John Manning Hall (October 16, 1841 – January 27, 1905) was an Americanlawyer, politician, judge, and railroad executive from Connecticut. His son, John L. Hall, co-founded the law firm Choate, Hall & Stewart.
Hall was born in Willimantic, Connecticut, on October 16, 1841. His father was Horace Hall, a prominent local businessman who served as selectman, justice of the peace, and state representative for Willimantic. John’s mother was Elizabeth Manning of Albany, New York. He graduated from Williston Seminary before earning his bachelor’s degree from Yale University in 1866 and his law degree from Columbia Law School in 1868.
Hall was Windham County‘s star lawyer in the 1870s and 1880s, gaining wealth and repute and even arguing a case before the US Supreme Court. After several terms in the Connecticut House of Representatives, during which he chaired the judiciary and railroad committees, he served as speaker of the House in 1882, president pro tempore of the Connecticut State Senate in 1889, and a judge of the Connecticut Superior Court from 1889 to 1893. He served on the inaugural board of trustees of the Storrs Agricultural School from 1881 to 1882.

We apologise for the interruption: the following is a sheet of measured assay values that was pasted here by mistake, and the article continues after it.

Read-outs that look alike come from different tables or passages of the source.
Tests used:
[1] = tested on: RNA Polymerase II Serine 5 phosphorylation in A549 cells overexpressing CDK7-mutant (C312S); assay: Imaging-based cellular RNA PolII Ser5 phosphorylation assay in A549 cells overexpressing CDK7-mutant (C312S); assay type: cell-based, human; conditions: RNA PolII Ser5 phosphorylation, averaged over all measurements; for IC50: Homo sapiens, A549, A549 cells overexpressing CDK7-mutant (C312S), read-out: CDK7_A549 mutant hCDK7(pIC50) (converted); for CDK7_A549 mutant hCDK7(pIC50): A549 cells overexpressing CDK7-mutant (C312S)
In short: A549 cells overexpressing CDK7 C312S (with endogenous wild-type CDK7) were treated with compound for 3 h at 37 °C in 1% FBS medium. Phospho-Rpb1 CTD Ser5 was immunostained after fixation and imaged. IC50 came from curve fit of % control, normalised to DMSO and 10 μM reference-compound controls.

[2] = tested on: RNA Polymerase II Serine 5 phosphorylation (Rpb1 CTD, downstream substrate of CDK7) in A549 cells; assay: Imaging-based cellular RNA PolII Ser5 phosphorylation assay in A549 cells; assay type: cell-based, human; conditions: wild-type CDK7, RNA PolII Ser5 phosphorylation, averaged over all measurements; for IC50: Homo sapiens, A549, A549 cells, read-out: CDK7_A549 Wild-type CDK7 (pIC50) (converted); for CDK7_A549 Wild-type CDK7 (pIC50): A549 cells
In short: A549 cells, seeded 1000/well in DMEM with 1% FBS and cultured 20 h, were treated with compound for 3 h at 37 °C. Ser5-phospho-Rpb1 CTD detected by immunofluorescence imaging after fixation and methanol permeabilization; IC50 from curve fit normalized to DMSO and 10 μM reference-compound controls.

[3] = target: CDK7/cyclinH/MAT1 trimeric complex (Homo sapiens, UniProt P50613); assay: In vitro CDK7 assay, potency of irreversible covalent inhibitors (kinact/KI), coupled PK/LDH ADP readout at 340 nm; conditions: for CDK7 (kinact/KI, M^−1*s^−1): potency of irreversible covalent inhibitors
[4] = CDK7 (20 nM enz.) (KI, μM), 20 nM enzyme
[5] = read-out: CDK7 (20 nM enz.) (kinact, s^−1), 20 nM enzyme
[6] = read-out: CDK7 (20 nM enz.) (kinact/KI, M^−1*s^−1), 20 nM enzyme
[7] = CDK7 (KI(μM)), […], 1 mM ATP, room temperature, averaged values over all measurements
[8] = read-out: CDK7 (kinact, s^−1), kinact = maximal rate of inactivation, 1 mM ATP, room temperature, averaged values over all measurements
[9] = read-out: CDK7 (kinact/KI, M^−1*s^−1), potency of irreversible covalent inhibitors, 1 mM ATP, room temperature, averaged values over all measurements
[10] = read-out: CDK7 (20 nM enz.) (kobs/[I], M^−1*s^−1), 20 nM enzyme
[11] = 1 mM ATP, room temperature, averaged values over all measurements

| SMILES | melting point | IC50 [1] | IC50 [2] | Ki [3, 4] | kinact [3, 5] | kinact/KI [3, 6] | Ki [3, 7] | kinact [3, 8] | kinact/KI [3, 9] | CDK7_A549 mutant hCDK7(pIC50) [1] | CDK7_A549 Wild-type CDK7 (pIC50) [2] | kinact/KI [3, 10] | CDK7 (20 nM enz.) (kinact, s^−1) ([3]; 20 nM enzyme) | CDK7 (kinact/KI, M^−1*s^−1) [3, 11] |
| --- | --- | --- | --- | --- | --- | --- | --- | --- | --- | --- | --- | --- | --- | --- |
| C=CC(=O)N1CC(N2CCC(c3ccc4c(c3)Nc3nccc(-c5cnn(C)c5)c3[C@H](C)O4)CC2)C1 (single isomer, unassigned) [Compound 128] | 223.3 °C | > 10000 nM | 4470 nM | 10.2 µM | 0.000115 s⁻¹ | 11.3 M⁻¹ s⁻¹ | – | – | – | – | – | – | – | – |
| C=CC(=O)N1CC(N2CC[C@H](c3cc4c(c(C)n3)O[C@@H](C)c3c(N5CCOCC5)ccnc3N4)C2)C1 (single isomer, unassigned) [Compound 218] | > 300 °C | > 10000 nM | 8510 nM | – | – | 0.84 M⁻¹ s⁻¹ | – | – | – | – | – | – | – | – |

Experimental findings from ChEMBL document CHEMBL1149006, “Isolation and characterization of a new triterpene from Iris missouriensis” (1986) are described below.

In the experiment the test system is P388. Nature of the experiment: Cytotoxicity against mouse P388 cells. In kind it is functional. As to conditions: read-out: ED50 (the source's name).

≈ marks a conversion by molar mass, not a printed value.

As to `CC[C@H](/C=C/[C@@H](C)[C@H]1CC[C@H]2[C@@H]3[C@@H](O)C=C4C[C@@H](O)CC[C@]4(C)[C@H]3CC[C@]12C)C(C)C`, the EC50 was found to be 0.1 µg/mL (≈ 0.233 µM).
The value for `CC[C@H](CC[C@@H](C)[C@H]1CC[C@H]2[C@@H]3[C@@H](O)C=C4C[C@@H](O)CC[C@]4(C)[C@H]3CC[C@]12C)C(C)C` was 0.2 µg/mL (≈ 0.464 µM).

Switching full-time to the private sector, Hall served as vice president (1893–99) and president (1899–1903) of the New York, New Haven and Hartford Railroad Company. After retiring as president, he continued to serve as the company’s general counsel until his death in New Haven in 1905. His wife and children survived him.
In 1871, Hall had married Julia White Loomer, daughter of the president of the Willimantic Savings Institute. They had three children: John Loomer, Florence M., and Helen B. John L. Hall took after his father, graduating from Yale with honors and pursuing a successful law career. He co-founded the prominent Boston-based law firm Choate, Hall & Stewart in 1899. Both father and son belonged to Yale’s Skull and Bones Society.